Creating your own template engine in JavaScript: part 1

Monday, March 5, 2012 Posted by Ruslan Matveev
Today I'm going to tell you how to create your own template engine in JavaScript. The question is why? There are dozens of template engines already available so why do we need to create another one? This is the list of my reasons:

  • - There are many template engines but most of them are built with no API to extend it (so you cannot add your own function, your own constructions and so on...)
  • - There are JavaScript template engines that compile your template into plain JavaScript, on one hand it's good, but on the other hand - we cannot reuse (port) this code to other languages (for example Java), so I've decided to make it easily portable.
  • - I used to use Smarty template engine for PHP, so I wanted to make my template engine syntax look close to it.
So with all this reasons and a little bit of a knowledge of how to build such things I've decided to do it myself at the end. Almost every template engine consists of several important parts and our template engine is not an exception:

  • - Tokenizer - breaks out original template represented as a string into the list of tokens. Letters, numbers, spaces doesn't make any sense for us when we treat them separately, but identifiers (that consists of letters and digits), numeric values (integers and floats), spaces (that most of the time just ignored) - that is exactly what we need for the parser.
  • - Parser - takes token stream produced by the tokenizer and tries to recognize language constructions based on it. For example ["var" identifier "=" number] represents assignment construction, ["for" identifier in identifier] may represent loop initializer and so on. So parser is another very important part of our template engine.
  • - Evaluator - heart of our template engine. It takes abstract syntax tree (AST) produced by the parser, evaluates it and produces the result. For example for such AST (that represents addition operation): {"op": "+", "left": 10, "right": "10"} evaluator will produce "20" as the result. It's most simple, but also most important part of the system.
But first things first, and in this part I'll explain you everything about tokenizing (also known as lexical analysis). We'll build our tokenizer on top of JavaScript regular expression engine. How the hell regular expressions can help us to turn template source into the list of tokens? Look, it's very simple (hello Gerbert), let's take this regular expression for example: "([0-9]+)|(for\b)|([a-zA-Z]+)|(\\.)|(,)|(;)|([\x09\x0A\x0D\x20]+)". This regular expression defines several tokens:

  • - Integer numbers [0-9]+
  • - Reserved word "for"
  • - Identifiers [a-zA-Z]+
  • - Punctuators ".", ",", ";"
  • - White space characters [\x09\x0A\x0D\x20]+
Now how do we turn this into tokenizer? Here is the trick, when you execute regular expression match in JavaScript, you can calculate the number of group that has been successfully matched, here is what I mean:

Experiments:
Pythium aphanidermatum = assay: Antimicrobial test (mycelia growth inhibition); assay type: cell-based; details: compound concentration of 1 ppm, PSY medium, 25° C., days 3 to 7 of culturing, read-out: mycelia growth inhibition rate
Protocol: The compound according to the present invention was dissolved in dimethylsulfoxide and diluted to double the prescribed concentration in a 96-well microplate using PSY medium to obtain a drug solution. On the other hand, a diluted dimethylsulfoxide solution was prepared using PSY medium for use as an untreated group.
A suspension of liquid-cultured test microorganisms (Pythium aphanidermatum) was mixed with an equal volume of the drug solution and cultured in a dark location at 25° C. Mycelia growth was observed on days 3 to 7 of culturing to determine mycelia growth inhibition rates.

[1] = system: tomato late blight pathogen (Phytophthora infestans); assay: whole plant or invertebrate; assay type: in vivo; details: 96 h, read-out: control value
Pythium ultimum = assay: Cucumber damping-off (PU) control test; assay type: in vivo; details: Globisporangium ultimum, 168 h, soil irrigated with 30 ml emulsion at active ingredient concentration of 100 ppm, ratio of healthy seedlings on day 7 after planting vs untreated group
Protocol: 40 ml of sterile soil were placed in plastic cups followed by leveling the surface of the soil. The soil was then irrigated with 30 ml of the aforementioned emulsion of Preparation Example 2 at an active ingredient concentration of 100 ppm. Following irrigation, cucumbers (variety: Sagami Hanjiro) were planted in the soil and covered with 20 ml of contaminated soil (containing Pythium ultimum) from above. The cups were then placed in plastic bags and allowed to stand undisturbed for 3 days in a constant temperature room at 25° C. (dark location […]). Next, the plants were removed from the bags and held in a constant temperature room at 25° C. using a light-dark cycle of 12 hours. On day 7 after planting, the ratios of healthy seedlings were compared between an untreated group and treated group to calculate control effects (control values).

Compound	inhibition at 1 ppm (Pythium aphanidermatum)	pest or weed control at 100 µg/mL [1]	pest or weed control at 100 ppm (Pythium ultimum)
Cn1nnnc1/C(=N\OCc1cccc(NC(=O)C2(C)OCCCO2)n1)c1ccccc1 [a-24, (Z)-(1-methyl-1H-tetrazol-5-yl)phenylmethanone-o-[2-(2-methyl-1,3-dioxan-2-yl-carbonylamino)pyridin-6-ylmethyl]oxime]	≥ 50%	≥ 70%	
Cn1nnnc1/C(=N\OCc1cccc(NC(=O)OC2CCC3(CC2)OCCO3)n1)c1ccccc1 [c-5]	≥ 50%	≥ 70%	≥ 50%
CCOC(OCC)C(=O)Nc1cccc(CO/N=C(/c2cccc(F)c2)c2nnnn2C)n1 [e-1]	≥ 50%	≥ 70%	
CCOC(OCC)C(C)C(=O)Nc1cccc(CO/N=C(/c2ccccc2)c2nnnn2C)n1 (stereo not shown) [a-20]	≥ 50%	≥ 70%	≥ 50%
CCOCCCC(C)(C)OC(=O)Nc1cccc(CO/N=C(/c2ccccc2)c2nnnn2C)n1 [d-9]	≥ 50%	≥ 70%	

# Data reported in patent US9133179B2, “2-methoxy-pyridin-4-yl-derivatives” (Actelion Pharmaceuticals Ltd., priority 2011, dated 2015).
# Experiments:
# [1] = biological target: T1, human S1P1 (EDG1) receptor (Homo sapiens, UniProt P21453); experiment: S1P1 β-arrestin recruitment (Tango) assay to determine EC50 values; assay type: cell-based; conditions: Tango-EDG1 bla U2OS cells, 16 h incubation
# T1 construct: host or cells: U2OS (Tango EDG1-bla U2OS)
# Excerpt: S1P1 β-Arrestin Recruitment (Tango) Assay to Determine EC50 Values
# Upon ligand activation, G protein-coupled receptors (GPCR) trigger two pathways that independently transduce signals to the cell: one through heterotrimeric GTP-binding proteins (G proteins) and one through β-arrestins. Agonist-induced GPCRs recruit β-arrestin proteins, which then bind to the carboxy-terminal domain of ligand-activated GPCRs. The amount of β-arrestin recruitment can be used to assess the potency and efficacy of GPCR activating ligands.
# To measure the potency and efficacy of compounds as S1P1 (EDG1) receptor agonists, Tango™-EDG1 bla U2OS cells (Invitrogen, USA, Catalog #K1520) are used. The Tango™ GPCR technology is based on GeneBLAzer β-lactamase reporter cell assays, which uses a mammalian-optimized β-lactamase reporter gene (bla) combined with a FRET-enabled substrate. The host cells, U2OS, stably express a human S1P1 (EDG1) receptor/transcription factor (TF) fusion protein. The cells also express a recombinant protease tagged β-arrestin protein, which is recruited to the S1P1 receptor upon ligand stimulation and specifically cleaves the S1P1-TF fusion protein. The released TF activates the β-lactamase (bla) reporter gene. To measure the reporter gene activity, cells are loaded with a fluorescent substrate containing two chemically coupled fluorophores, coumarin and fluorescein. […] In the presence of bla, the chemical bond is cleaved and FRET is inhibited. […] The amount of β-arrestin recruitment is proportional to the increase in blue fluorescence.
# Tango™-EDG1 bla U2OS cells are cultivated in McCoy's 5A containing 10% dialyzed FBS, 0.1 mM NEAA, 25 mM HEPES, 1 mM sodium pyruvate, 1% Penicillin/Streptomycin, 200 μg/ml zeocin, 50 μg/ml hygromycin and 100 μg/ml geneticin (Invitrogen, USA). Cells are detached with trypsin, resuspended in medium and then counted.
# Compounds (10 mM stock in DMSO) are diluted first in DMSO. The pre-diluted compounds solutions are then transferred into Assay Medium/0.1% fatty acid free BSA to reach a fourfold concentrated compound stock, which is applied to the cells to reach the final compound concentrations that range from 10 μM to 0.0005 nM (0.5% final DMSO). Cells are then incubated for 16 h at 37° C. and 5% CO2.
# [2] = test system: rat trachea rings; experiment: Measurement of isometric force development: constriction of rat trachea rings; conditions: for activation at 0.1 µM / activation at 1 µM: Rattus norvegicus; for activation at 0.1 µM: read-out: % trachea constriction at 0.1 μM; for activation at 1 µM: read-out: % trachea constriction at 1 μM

var regExp = new RegExp('(1)|(2)|(3)','g');
var match = regExp.exec('2');
if (!match) alert('no match');
for (var c = 1; c < match.length; c++) {
    if (!match[c]) continue;
    alert('matching group is: ' + (c - 1));
}

When you run this code snippet in your favorite browser it should produce alert box with "matching group is: 1" written in it. This means that we can determine what regular expression group number is matching beginning of our input string ("2"). Next step is to show how we can loop through the tokens:

var input ='123';
var regExp = new RegExp('(1)|(2)|(3)','g');
var match = regExp.exec(input);
while (match) {
    for (var c = 1; c < match.length; c++) {
        if (!match[c]) continue;
        alert('matching group is: ' + (c -1));
        break;
    }
    match = regExp.exec(input);
}

This code snippet when you run it in the browser will produce three alert boxes (one for each of the matching tokens). Play with it for a while to understand the idea. In the mean time I'll give you more advanced example that incorporates the technique shown above into very simple JavaScript Tokenizer class, that will serve as the base for the next parts of this story:

function Tokenizer() {
    this.input = '';
    this.tokens = {};
    this.tokenExpr = null;
    this.tokenNames = [];
}

Tokenizer.prototype.addToken = function(name, expression) {
    this.tokens[name] = expression;
};

Tokenizer.prototype.tokenize = function(input) {
    this.input = input;
    var tokenExpr = [];
    for (var tokenName in this.tokens) {
        this.tokenNames.push(tokenName);
        tokenExpr.push('('+this.tokens[tokenName]+')');
    }
    this.tokenExpr = new RegExp(tokenExpr.join('|'), 'g');
};

Tokenizer.prototype.getToken = function() {
    var match = this.tokenExpr.exec(this.input);
    if (!match) return null;
    for (var c = 1; c < match.length; c++) {
        if (!match[c]) continue;
        return {
            name: this.tokenNames[c - 1],
            pos: match.index,
            data: match[c]
        };
    }
};

this is how you can use it:

var tokenizer = new Tokenizer();
tokenizer.addToken('number', '[0-9]+');
tokenizer.addToken('for', 'for\\b');
tokenizer.addToken('identifier', '[a-zA-Z]+');
tokenizer.addToken('dot', '\\.');
tokenizer.addToken('comma', ',');
tokenizer.addToken('semicolon', ';');
tokenizer.addToken('whitespaces', '[\x09\x0A\x0D\x20]+');

tokenizer.tokenize('.for 123 foobar for .,;');

var token;
while (token = tokenizer.getToken()) {
    console.info(token);
}

That's all for today, in the second part we will improve our tokenizer to handle more advanced stuff, and will make a first into the parsing process. Feel free to ask any questions by comments.

UPDATE: part 1.5 is finally out and it's here.

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